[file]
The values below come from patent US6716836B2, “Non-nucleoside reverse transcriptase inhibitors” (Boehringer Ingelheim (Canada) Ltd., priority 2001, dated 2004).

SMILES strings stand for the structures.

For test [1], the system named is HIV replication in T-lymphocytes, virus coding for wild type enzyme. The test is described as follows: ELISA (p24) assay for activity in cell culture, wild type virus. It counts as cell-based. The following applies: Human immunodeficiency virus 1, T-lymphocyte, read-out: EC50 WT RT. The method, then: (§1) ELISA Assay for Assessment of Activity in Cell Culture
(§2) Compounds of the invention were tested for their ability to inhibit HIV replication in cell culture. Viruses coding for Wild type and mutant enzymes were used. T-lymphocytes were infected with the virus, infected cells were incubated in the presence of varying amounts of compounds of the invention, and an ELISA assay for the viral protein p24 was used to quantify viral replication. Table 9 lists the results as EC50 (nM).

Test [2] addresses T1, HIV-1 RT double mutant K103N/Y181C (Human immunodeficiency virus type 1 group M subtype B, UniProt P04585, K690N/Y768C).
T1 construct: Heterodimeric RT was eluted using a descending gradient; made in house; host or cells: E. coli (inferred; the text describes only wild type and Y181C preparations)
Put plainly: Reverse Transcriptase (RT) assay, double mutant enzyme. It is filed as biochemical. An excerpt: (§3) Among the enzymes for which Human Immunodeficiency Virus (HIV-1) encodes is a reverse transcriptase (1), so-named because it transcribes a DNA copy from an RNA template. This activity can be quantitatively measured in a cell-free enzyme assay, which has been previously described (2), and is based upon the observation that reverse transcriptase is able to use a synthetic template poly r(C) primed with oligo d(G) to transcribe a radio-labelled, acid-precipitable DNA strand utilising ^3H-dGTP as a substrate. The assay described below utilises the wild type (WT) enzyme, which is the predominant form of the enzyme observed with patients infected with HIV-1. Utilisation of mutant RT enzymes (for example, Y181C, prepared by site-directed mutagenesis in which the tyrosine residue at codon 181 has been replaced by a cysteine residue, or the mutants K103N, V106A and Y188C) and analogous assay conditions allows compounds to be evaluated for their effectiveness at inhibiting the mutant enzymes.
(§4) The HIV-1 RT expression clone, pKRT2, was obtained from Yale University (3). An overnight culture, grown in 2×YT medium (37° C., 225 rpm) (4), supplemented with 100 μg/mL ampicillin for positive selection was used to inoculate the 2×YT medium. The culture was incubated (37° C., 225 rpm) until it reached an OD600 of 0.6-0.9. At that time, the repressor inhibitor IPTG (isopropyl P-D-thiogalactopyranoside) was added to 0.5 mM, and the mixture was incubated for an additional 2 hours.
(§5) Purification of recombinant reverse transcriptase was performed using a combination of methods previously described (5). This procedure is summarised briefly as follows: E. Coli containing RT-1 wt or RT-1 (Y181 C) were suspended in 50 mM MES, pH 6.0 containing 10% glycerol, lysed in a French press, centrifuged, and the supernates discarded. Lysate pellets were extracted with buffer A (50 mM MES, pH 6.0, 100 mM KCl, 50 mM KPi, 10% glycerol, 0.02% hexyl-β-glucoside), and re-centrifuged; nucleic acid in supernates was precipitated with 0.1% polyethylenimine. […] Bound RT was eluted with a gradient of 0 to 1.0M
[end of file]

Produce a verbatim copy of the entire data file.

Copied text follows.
The values below come from patent US6716836B2, “Non-nucleoside reverse transcriptase inhibitors” (Boehringer Ingelheim (Canada) Ltd., priority 2001, dated 2004).

SMILES strings stand for the structures.

For test [1], the system named is HIV replication in T-lymphocytes, virus coding for wild type enzyme. The test is described as follows: ELISA (p24) assay for activity in cell culture, wild type virus. It counts as cell-based. The following applies: Human immunodeficiency virus 1, T-lymphocyte, read-out: EC50 WT RT. The method, then: (§1) ELISA Assay for Assessment of Activity in Cell Culture
(§2) Compounds of the invention were tested for their ability to inhibit HIV replication in cell culture. Viruses coding for Wild type and mutant enzymes were used. T-lymphocytes were infected with the virus, infected cells were incubated in the presence of varying amounts of compounds of the invention, and an ELISA assay for the viral protein p24 was used to quantify viral replication. Table 9 lists the results as EC50 (nM).

Test [2] addresses T1, HIV-1 RT double mutant K103N/Y181C (Human immunodeficiency virus type 1 group M subtype B, UniProt P04585, K690N/Y768C).
T1 construct: Heterodimeric RT was eluted using a descending gradient; made in house; host or cells: E. coli (inferred; the text describes only wild type and Y181C preparations)
Put plainly: Reverse Transcriptase (RT) assay, double mutant enzyme. It is filed as biochemical. An excerpt: (§3) Among the enzymes for which Human Immunodeficiency Virus (HIV-1) encodes is a reverse transcriptase (1), so-named because it transcribes a DNA copy from an RNA template. This activity can be quantitatively measured in a cell-free enzyme assay, which has been previously described (2), and is based upon the observation that reverse transcriptase is able to use a synthetic template poly r(C) primed with oligo d(G) to transcribe a radio-labelled, acid-precipitable DNA strand utilising ^3H-dGTP as a substrate. The assay described below utilises the wild type (WT) enzyme, which is the predominant form of the enzyme observed with patients infected with HIV-1. Utilisation of mutant RT enzymes (for example, Y181C, prepared by site-directed mutagenesis in which the tyrosine residue at codon 181 has been replaced by a cysteine residue, or the mutants K103N, V106A and Y188C) and analogous assay conditions allows compounds to be evaluated for their effectiveness at inhibiting the mutant enzymes.
(§4) The HIV-1 RT expression clone, pKRT2, was obtained from Yale University (3). An overnight culture, grown in 2×YT medium (37° C., 225 rpm) (4), supplemented with 100 μg/mL ampicillin for positive selection was used to inoculate the 2×YT medium. The culture was incubated (37° C., 225 rpm) until it reached an OD600 of 0.6-0.9. At that time, the repressor inhibitor IPTG (isopropyl P-D-thiogalactopyranoside) was added to 0.5 mM, and the mixture was incubated for an additional 2 hours.
(§5) Purification of recombinant reverse transcriptase was performed using a combination of methods previously described (5). This procedure is summarised briefly as follows: E. Coli containing RT-1 wt or RT-1 (Y181 C) were suspended in 50 mM MES, pH 6.0 containing 10% glycerol, lysed in a French press, centrifuged, and the supernates discarded. Lysate pellets were extracted with buffer A (50 mM MES, pH 6.0, 100 mM KCl, 50 mM KPi, 10% glycerol, 0.02% hexyl-β-glucoside), and re-centrifuged; nucleic acid in supernates was precipitated with 0.1% polyethylenimine. […] Bound RT was eluted with a gradient of 0 to 1.0M